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Why do some memories last longer?

I’ve been on many more vacations than I can count on my fingers, but I cannot instantly remember all of them. In fact, if you ask me to recollect a certain trip end-to-end, I doubt whether I’d be able to narrate more than ten in complete detail! My slightly controversial inference based on my experience from the past 29 years is this –

Okay, not exactly 29 years! Let’s consider 19 years, and disregard the early 10 years of my life, when I pretty much ate, pooped and slept through varying cycles of time.

Here’s the inference – people tend to remember successful spontaneous events far more lucidly than the meticulously arranged ones.

BREATHE! Don’t react just yet. I know you want to rip ten-feet-wide holes in that argument and shred it to pieces. But let’s do that once I’ve presented my complete thought, however outlandish it may seem.

First off, let me set a baseline by stating a self-fact. I have a decent memory, as validated by a lot of peers and seniors. Hence, the issue is definitely not poor retention! To illustrate that, I’ll give you a summary of all the trips that I’ve made to Goa in the past 10 years.

Not really

But that does beg an interesting question. If I HAD to stack rank some of my most memorable trips to Goa which one would take the top and the bottom spot? Off the top of my head, my best Goa trip was the one from the final year of college – planned in a hurry, with no experience, minimal research and two last-minute additions to our group! But it ended up being one of the most surreal experiences of my life. My worst trip, in fact, was one from the first year of my first job. We planned everything, from the berth in our train to the entire day-by-day itinerary, with a bunch of folks who constantly hung out with each other! That vacation sucked harder than a vampire back from a decade-long keto diet.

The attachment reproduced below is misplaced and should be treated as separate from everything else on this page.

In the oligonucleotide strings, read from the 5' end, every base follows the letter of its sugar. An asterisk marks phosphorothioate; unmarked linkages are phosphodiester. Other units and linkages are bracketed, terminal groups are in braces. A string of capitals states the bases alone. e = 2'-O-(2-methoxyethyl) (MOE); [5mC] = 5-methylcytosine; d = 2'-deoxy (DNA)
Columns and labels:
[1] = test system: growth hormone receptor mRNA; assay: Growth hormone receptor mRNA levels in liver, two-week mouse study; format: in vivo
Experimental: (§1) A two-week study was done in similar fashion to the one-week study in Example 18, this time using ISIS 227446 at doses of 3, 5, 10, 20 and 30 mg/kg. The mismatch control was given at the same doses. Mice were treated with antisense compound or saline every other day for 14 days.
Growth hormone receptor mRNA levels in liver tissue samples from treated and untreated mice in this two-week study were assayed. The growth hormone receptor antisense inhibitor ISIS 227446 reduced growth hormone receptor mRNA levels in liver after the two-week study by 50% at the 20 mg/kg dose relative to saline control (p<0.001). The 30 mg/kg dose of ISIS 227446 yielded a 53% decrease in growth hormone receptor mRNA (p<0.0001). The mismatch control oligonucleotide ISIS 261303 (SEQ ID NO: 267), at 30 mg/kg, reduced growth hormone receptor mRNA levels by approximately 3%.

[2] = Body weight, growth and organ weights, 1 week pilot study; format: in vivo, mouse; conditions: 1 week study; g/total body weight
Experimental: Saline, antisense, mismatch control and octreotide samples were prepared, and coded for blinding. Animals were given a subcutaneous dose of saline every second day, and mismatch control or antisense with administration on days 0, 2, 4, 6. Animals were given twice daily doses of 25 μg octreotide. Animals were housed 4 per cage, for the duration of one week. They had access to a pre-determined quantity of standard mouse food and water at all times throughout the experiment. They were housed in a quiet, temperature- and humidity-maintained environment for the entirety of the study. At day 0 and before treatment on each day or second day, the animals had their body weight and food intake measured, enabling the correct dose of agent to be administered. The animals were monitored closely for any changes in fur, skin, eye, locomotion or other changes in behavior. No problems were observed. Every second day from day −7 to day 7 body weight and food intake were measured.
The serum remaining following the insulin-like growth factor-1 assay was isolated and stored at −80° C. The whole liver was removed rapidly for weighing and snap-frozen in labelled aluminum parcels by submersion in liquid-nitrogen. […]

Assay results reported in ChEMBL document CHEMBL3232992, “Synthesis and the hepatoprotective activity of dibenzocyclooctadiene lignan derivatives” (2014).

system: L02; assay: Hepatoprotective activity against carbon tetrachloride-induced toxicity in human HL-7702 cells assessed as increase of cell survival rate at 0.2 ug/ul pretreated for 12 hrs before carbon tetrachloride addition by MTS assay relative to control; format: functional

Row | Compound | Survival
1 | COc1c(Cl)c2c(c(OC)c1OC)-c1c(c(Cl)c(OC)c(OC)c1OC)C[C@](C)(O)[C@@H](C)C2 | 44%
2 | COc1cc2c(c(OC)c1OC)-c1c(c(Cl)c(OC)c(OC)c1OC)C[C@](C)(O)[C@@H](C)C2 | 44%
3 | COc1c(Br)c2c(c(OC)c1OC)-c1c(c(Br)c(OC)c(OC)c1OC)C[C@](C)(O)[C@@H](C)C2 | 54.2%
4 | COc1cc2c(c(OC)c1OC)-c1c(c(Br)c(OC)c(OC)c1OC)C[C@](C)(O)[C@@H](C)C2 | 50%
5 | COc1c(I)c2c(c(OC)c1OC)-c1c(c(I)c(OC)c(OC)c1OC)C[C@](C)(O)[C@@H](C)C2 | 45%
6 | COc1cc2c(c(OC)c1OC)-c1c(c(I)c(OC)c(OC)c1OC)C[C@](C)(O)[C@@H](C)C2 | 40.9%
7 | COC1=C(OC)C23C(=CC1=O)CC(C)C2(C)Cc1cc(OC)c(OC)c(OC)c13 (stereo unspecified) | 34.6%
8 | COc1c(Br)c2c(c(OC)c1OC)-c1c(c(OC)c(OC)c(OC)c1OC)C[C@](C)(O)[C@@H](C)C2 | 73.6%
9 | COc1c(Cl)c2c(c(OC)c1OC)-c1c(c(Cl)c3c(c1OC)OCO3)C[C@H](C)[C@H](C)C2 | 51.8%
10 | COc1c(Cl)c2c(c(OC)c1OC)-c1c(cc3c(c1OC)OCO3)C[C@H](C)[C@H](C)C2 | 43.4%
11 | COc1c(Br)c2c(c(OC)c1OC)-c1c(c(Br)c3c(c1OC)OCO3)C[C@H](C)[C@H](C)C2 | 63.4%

And it’s not just the big trips and vacations that I am talking of right? Even a single day of surprise interactions stays fresh in the memory for a long time. Let me cite a recent example (which goes against the idea of long-term retention) which, though insignificant, is a collection of my most cherished hours from the past couple of years.

It all started on a Saturday morning, when Jerry called me at 8.15 am, which is an ungodly hour to wake up any person who is not a senior citizen! He, who was supposed to visit us (my wife and me) later in the day, happened to arrive a few hours early due to a change in flight schedule.

Jerry: Can you pick me up? I am stuck in an Uber sandwich in front of this hospital called Columbia Asia!

Me: Wait what? Uber what now?

Jerry: And what kind of a name is Columbia Asia? It’s like the founder didn’t have a good name so he thought of naming the place after historical events? “Ooh ooh, come to our hospital and discover Asian remedies…. just like Columbus wanted to!”

The guy has 2% on his phone, and chooses to comment on the name of the hospital and not me give me any context on the early wake-up call! I wake up my wife, who is more than eager to pick him up, which means that I’ve got to wait for another 15 minutes for her to dress up! But imagine my surprise when she jumps into her slip-on shoes, ties up hair, and darts out of the house to summon the elevator!

Once we caught up with Jerry, the conversation got steered into the obvious zone – what about breakfast? That’s when out of the blue, Jerry came up with this idea –

Jerry: Let’s go to someplace that’s serve beer.